The revelation could one day lead to better ways to prevent skin cancer, which roughly 1 million Americans develop each year.
"This finding provides us an opportunity to look at human populations with a varied risk of developing skin cancer and start to identify precisely what is regulating the risk of developing skin cancer rather than estimating," said senior study author Dr. David Fisher, director of the melanoma program at the Dana-Farber Cancer Institute at Harvard Medical School. "Right now, we're incredibly inaccurate in identifying risk and, therefore, in ameliorating risk."
The findings are published in the March 9 issue of Cell.
People who tan easily or have darker skin are much less likely to develop melanoma, the deadliest form of skin cancer.
"The tanning response is a protective response to injury, which can prevent further injury," explained Dr. Robin Ashinoff, medical director of Dermatologic, Mohs and Laser Surgery at Hackensack University Medical Center, in New Jersey. "On the one hand, the skin is the most common organ to be affected by cancer and, in principle, it ought to be preventable because we know the carcinogen which causes it, the sun."
Still, rates of skin cancer remain high.
"That's a terrible state of affairs in 2007," Fisher said. "We really want to understand the impact of ultraviolet radiation on the skin and what is the molecular cascade that is occurring downstream."
Six months ago, Fisher and his team published a paper documenting the fact that keratinocytes -- cells closer to the surface of the skin -- react to sun exposure. Previously, it had been thought that pigment-producing melanocytes played this role.
Once keratinocytes are exposed to rays from the sun, they produce melanocyte-stimulating hormone (MSH), a growth factor which binds to the pigment cells (melanocytes) and stimulates them to produce pigment.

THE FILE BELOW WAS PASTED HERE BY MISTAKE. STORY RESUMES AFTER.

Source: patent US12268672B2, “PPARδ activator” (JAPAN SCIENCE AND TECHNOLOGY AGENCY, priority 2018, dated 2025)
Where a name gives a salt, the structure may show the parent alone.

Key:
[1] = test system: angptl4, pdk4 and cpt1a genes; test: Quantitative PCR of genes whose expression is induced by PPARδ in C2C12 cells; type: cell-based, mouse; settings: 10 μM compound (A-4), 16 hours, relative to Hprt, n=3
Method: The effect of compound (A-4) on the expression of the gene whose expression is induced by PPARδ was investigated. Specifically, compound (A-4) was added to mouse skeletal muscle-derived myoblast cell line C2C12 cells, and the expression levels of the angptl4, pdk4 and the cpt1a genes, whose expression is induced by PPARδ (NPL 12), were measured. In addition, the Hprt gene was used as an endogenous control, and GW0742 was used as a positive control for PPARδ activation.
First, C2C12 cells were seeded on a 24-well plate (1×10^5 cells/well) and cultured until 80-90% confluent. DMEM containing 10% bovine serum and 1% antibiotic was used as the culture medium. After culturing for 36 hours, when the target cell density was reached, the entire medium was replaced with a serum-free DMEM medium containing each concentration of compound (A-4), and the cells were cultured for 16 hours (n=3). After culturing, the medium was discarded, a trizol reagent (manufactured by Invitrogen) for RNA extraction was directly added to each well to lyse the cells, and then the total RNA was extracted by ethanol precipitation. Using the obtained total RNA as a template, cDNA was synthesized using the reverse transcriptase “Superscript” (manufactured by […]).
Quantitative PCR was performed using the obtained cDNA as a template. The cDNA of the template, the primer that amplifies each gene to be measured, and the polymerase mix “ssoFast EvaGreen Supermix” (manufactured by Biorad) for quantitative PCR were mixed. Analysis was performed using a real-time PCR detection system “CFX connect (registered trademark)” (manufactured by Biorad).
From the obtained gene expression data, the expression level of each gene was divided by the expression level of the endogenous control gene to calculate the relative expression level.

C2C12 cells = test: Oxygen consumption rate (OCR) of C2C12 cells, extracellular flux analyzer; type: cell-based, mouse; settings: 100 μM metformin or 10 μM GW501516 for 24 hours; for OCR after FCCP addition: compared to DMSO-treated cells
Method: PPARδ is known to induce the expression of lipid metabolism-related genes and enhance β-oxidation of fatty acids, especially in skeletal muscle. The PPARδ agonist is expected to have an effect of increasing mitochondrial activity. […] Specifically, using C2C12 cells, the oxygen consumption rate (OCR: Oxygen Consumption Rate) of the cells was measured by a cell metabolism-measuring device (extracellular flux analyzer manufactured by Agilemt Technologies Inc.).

Differences in the MSH receptor explain differences in ability to tan. Redheads, for example, have a variant which doesn't respond at all to MSH, explaining why the Nicole Kidmans of this world don't turn a tawny bronze.
Fisher and his colleagues still didn't know, however, what happened within keratinocytes to stimulate MSH production.
"We knew that ultraviolet radiation causes MSH to be induced," Fisher said. "How is the ultraviolet radiation doing that? What is perceiving the radiation and translating that signaling into making more MSH?"
The key happens to be the tumor-suppressor gene known as p53, which is induced in almost every keratinocyte of human skin samples within an hour of being exposed to the sun's ultraviolet rays. "That activity is completely regulated by this protein," Fisher said.
The finding is biologically plausible, experts said.
"It makes sense that most skin cancers and cancers, for that matter, have mutations in the p53 because it functions to protect us. It basically causes abnormal cells to be killed or die, and regulates all sorts of pathways that protect us," Ashinoff said. "It's not surprising that something that would protect us would also stimulate mechanisms in the skin known for protecting us."
"Knowing this, we can now identify exactly where we would like to interfere with the risk," Fisher added. "Knowing that p53 is part of this process allows us to potentially identify drugs that might be able to restore this response at different steps, depending on where the person might need it, where their block is."
HealthDay News, March 8, 2007 By Amanda Gardner